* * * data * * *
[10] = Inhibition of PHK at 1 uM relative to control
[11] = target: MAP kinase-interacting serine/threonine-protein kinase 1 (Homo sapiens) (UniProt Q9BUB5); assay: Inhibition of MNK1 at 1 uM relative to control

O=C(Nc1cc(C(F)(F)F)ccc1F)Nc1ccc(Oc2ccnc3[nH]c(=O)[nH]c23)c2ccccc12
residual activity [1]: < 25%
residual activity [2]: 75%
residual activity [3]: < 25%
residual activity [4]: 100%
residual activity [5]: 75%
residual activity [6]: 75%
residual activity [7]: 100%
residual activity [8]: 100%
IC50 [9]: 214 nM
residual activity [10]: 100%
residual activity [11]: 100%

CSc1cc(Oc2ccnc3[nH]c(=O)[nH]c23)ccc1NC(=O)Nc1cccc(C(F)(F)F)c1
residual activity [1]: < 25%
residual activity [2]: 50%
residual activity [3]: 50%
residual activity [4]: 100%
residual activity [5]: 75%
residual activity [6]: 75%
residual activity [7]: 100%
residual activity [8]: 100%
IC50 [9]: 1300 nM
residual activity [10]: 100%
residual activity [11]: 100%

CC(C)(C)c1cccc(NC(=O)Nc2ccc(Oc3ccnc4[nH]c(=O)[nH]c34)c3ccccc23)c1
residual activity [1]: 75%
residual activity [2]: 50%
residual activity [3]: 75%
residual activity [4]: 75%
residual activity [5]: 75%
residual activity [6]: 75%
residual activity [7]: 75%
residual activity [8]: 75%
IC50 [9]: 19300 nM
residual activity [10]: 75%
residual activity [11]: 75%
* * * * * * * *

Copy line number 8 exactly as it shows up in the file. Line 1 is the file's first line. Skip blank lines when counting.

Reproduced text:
residual activity [5]: 75%